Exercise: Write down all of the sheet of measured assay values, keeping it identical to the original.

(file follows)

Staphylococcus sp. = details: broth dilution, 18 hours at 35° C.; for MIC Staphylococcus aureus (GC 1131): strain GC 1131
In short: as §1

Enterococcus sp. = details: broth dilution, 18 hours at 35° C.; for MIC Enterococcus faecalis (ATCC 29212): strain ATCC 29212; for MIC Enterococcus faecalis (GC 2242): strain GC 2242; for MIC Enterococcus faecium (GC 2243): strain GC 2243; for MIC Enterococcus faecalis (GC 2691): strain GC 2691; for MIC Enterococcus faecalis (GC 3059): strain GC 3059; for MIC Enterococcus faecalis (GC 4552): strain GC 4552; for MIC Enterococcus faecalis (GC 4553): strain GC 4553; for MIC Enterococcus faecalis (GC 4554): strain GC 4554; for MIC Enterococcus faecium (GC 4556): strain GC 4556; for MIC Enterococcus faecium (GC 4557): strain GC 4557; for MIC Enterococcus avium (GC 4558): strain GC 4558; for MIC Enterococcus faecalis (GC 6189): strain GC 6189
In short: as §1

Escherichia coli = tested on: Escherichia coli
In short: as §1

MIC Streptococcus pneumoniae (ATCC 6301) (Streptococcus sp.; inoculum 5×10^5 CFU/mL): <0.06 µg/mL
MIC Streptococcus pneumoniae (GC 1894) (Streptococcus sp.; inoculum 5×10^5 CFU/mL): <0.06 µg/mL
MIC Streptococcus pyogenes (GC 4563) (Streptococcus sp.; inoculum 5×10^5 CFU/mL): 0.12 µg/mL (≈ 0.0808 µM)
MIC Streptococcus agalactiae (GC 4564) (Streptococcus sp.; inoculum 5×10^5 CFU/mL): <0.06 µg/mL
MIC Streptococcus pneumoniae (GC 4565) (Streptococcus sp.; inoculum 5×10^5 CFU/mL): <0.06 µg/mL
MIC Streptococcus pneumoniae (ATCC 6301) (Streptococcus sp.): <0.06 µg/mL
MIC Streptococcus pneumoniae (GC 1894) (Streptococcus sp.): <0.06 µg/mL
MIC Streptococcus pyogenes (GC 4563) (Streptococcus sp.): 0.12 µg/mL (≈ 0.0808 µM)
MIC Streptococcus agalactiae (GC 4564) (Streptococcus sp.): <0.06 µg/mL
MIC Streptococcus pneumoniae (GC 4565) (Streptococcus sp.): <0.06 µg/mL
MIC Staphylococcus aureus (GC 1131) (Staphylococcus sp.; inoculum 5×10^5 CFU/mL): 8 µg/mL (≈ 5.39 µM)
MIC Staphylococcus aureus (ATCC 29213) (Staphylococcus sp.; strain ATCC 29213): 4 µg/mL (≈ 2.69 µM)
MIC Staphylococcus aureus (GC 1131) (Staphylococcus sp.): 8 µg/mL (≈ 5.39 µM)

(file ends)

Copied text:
Staphylococcus sp. = details: broth dilution, 18 hours at 35° C.; for MIC Staphylococcus aureus (GC 1131): strain GC 1131
In short: as §1

Enterococcus sp. = details: broth dilution, 18 hours at 35° C.; for MIC Enterococcus faecalis (ATCC 29212): strain ATCC 29212; for MIC Enterococcus faecalis (GC 2242): strain GC 2242; for MIC Enterococcus faecium (GC 2243): strain GC 2243; for MIC Enterococcus faecalis (GC 2691): strain GC 2691; for MIC Enterococcus faecalis (GC 3059): strain GC 3059; for MIC Enterococcus faecalis (GC 4552): strain GC 4552; for MIC Enterococcus faecalis (GC 4553): strain GC 4553; for MIC Enterococcus faecalis (GC 4554): strain GC 4554; for MIC Enterococcus faecium (GC 4556): strain GC 4556; for MIC Enterococcus faecium (GC 4557): strain GC 4557; for MIC Enterococcus avium (GC 4558): strain GC 4558; for MIC Enterococcus faecalis (GC 6189): strain GC 6189
In short: as §1

Escherichia coli = tested on: Escherichia coli
In short: as §1

MIC Streptococcus pneumoniae (ATCC 6301) (Streptococcus sp.; inoculum 5×10^5 CFU/mL): <0.06 µg/mL
MIC Streptococcus pneumoniae (GC 1894) (Streptococcus sp.; inoculum 5×10^5 CFU/mL): <0.06 µg/mL
MIC Streptococcus pyogenes (GC 4563) (Streptococcus sp.; inoculum 5×10^5 CFU/mL): 0.12 µg/mL (≈ 0.0808 µM)
MIC Streptococcus agalactiae (GC 4564) (Streptococcus sp.; inoculum 5×10^5 CFU/mL): <0.06 µg/mL
MIC Streptococcus pneumoniae (GC 4565) (Streptococcus sp.; inoculum 5×10^5 CFU/mL): <0.06 µg/mL
MIC Streptococcus pneumoniae (ATCC 6301) (Streptococcus sp.): <0.06 µg/mL
MIC Streptococcus pneumoniae (GC 1894) (Streptococcus sp.): <0.06 µg/mL
MIC Streptococcus pyogenes (GC 4563) (Streptococcus sp.): 0.12 µg/mL (≈ 0.0808 µM)
MIC Streptococcus agalactiae (GC 4564) (Streptococcus sp.): <0.06 µg/mL
MIC Streptococcus pneumoniae (GC 4565) (Streptococcus sp.): <0.06 µg/mL
MIC Staphylococcus aureus (GC 1131) (Staphylococcus sp.; inoculum 5×10^5 CFU/mL): 8 µg/mL (≈ 5.39 µM)
MIC Staphylococcus aureus (ATCC 29213) (Staphylococcus sp.; strain ATCC 29213): 4 µg/mL (≈ 2.69 µM)
MIC Staphylococcus aureus (GC 1131) (Staphylococcus sp.): 8 µg/mL (≈ 5.39 µM)